It still takes 3 days before anyone can reach the crash site. 3 days of temperatures that start out at 22 degrees below zero and get worse from there. 3 days of fending off bears and wolves with a single pistol and a couple of boxes of ammo. After 3 days, an advance party is finally able to reach the Vokshod 2. They bring food and supplies and 2 sets of skis. The nearest place a helicopter can safely land is roughly 6 miles away from the crash site.

Rested and nourished, the 2 Cosmonauts return to safety the following day. There are representatives from the State Government in Leninsk, and they want a full report, before Leonov and Pasha can return to their homes and families.

So Leonov writes them a report. This is Alexey Leonov's official statement on the events of the Vokshod 2 mission, word for word:

"Provided with a special suit, man can survive and work in open space. Thank you for your attention."

Sunday, October 14, 2012

Infernal Machines - The Sneak Preview

(Will's note: For those of you stopping by for the first time, hi. Last year I finished work on a book called Infernal Machines that is coming soon from Immortal Ink Publishing . Today I've decided to take a big flying leap and preview the prologue for all of you. I hope you like it. Without any further ado, here it is.)

Prologue: Summer

Markheim found the darkest corner of the woods and spent the night digging. The box lay close, shrouded in yellow lantern light. Every now and then, he would mop the sweat from his brow and when he did, he would watch the box. Markheim didn’t think it was going to move, not really.

He watched it anyway.

The bastard was stuffed away in there. Stabbed, strangled and shot before he finally went down, grinning, like an alligator with a mouthful of spoiled meat, or like fucking Rasputin. Even the damn death-rattle had sounded like laughter.

Markheim dug and dug, and flung the shovels of dirt as far as he could. Top soil gave way to packed earth, then mud, and finally, heavy black clay. The digging felt good. The groaning muscles in his back drowned out the whispering in his head. The sour sweat that drenched his skin was a baptism.

When he stood up, he noticed that he might have dug a little too deep. The box was no longer in his line of sight. A taste like dirty copper filled his mouth and little pins and needles pricked his heart. Out loud, Markheim cursed himself for a fool and tried to laugh it off. Like whistling when passing a graveyard. The bastard wasn’t going anywhere.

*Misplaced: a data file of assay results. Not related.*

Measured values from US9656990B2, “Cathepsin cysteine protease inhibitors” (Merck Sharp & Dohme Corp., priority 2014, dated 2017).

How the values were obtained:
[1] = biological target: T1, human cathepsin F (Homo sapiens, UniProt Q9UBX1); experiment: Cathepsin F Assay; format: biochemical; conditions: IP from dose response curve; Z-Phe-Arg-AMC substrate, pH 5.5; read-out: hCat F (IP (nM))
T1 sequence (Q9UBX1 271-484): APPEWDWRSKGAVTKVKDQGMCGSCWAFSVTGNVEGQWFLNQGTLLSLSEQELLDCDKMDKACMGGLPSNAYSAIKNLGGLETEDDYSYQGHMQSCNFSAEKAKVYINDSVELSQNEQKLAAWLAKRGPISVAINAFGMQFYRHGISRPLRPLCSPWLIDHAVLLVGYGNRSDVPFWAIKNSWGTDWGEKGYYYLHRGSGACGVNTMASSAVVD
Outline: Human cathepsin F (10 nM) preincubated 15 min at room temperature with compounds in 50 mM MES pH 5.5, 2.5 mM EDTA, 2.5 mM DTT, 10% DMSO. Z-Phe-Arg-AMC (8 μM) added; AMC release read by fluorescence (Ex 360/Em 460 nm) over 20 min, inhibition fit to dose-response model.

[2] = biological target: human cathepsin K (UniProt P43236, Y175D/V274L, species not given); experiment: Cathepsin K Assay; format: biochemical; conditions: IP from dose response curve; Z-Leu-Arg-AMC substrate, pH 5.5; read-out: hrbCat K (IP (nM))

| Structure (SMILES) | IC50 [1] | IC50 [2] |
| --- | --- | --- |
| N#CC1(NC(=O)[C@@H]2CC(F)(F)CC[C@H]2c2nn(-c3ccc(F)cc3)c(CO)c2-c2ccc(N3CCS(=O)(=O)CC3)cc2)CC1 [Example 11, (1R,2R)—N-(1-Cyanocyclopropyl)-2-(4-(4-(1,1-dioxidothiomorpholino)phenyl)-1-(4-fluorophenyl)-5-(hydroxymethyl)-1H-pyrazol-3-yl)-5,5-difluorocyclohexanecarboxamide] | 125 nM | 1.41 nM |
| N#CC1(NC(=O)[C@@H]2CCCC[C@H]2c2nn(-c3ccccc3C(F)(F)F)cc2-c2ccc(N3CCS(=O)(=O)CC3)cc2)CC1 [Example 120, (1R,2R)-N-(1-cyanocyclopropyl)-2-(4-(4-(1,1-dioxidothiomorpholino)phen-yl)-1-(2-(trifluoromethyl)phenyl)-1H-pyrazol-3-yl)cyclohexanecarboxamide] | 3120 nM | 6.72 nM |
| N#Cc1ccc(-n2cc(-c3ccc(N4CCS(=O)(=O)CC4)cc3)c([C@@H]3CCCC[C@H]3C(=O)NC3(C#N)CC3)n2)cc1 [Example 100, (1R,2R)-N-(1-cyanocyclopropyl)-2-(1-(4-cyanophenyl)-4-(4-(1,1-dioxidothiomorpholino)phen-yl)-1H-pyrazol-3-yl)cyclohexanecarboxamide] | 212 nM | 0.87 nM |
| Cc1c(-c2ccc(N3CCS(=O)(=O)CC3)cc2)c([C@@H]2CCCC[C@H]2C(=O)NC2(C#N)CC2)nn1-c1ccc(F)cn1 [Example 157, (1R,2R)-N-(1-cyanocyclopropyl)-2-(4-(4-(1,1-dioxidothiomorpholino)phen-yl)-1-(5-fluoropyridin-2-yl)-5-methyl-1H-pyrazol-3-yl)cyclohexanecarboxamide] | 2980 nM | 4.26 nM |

Still, Markheim listened.

The forest listened back, intently. No night-birds trilling,; the bullfrogs and crickets had paused in their infinite song. Markheim threw his shovel up and out, in the direction of the box. It smacked into something solid before landing on soft ground. He heard that - —clatter-thud! –and he wondered what he hit.

“The box, idiot, and nothing more.” He told himself this, as he gripped handfuls of dirt and grass and tried to hop out. His feet kicked and skidded against crumbling earth. He scrabbled, clambered and fell back into the hole.

Markheim jumped higher, pushing his belly into the ground, and slithering out like a worm. He clutched at empty space for purchase and pinpoints of haze stippled his vision from the effort. He was out, gasping for air, blood thundering in his skull. He rolled onto his side and saw what his shovel had hit.

He cursed again and scrambled to his feet, tearing off his jacket. The small lantern was broken. Its contents spilled across the box and into the ground. Yellow flames licked across the cheap wood and tall grass. Markheim stomped at the tiny, scurrying blazes until he’d doused them completely, leaving him alone in utter darkness with the bastard.

“This was your plan all along, no?” Markheim resisted the urge to kick the plywood box. Instead he sat down next to it, laid his head on the charred wood, and listened, hearing nothing but his own heart, ticking away.

Markheim wrestled the box to the edge of the hole and after a moment’s consideration, hooked his fingers into the bottom and lifted, allowing gravity to take hold. The box tumbled on its side and crashed into the pit. Markheim lowered himself, looking for breaks in the box. It looked solid enough, although without the lantern it was too dark to be sure. He groped for the shovel and began hauling dirt into the grave.

When he finished, gray streaks of dawn were beginning to banish the darkness in the east. White tendrils of mist curled around trees like hungry cats. Markheim had strung a length of fishing line festooned with tiny silver bells around the grave. The idea that anyone would stumble across this place was ludicrous.

He gathered his things quietly amidst the whispering trees, and the sibilant hiss of nearby waves breaking against jagged rock. The bells tinkled soft music.

He’s dead and buried, they sang. You could stop here, if you wanted.

Markheim felt a pang of regret as the bell-music receded. He wanted to return to the grave, and just lie down. God! He never knew a man could feel this tired. He wondered if it really was going to end once he rid himself of the last piece. It thumped against the side of his leg and he grimaced in revulsion.

Amongst the lantern and tools, Markheim clutched a colorless burlap sack, the bottom of which was beginning to stain.

___ ___ ___

Soft rain ticked across the deck. Markheim kept the bay windows open, allowing what meager light the morning had to offer to filter into his kitchen. He sat at a scarred oak table. A mug of coffee steamed just out of his reach, untouched. Markheim spun a police badge with the tips of his fingers. It had been his for almost 10 years. Now this.